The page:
Making Paper Was Discovered By Whom?
When we tear a piece of paper first in one direction and then across; it is noticed that in one direction it tore more easily than in the other. We see hair like fibres stick out from the edges of the tear.
It shows that paper is machine made. Otherwise it would tear the same way in all directions. Secondly, it shows that paper is a mat of tiny fibres, felted together. These fibres are the small particles of cellulose that help to form the frame worn of plants.
Before the mention of paper, the writing material had been created by man. About 4000 years ago, the ancient Egypt took the stems of the papyrus plant and peeled them apart and flattened them. Then those were laid in cross direction, pressed down to stick together. Then these were allowed to dry and thus the papyrus sheet could be written on.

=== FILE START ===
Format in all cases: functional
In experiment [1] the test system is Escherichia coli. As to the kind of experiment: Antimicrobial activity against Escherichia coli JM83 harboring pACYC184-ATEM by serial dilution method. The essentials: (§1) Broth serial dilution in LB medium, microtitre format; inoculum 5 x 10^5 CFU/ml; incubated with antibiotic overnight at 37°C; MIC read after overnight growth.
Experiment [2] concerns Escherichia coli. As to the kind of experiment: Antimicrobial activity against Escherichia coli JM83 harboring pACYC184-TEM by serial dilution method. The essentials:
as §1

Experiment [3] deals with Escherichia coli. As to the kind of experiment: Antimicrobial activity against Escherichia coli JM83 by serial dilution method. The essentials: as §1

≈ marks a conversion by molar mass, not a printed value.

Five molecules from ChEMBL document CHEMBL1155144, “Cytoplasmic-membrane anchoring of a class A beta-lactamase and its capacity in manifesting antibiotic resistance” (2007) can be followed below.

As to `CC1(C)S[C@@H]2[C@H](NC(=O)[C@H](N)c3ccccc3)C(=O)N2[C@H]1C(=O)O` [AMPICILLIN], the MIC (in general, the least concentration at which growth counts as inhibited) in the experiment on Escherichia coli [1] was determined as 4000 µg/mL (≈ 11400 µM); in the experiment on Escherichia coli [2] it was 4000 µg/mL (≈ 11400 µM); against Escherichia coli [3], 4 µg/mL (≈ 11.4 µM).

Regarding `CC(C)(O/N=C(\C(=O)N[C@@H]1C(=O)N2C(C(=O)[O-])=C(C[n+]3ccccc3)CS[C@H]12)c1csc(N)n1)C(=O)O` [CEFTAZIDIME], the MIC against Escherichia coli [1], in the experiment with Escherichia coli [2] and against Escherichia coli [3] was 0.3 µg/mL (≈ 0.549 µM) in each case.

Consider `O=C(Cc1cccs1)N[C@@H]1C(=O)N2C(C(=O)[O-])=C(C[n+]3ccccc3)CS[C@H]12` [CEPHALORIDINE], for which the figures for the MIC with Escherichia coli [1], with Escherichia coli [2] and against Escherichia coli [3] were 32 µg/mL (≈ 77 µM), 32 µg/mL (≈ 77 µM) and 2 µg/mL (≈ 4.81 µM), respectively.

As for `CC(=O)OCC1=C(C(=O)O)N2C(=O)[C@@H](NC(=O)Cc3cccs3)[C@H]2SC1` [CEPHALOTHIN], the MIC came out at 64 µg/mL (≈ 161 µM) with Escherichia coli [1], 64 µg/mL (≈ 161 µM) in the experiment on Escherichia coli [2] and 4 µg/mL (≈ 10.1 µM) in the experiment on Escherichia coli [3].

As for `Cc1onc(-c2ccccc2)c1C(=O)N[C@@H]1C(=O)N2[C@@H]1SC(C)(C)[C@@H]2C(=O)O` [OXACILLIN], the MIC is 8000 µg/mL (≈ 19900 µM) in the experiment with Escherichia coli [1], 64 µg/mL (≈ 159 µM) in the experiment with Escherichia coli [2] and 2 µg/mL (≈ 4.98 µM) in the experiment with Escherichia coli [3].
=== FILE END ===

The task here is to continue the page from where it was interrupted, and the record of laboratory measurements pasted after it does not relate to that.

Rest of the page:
This was not paper; it was invented in China around the year 105 by a man named Ts’aiLun. He devised the method of making paper from the inner bark of mulberry tree.
The Chinese used to pound the bark in water for separating the fibres. They poured the soup mixture on to a tray with a bottom of thin bamboo sticks. The water drained away and the soft mat was laid on a smooth surface to dry. Bamboo and old rags were used. Later on, some one thought to improve the quality by brushing starch on it.
Chinese traders travelled far to the west and came to the of Samarkand in Russia. There the Arabs met them., learned the secret and took it to Spain and further to Europe and to England.
Improved methods and machines for making paper were discovered. An important machine was developed in the year 1798 in France, that could make a continuous sheet or web of paper.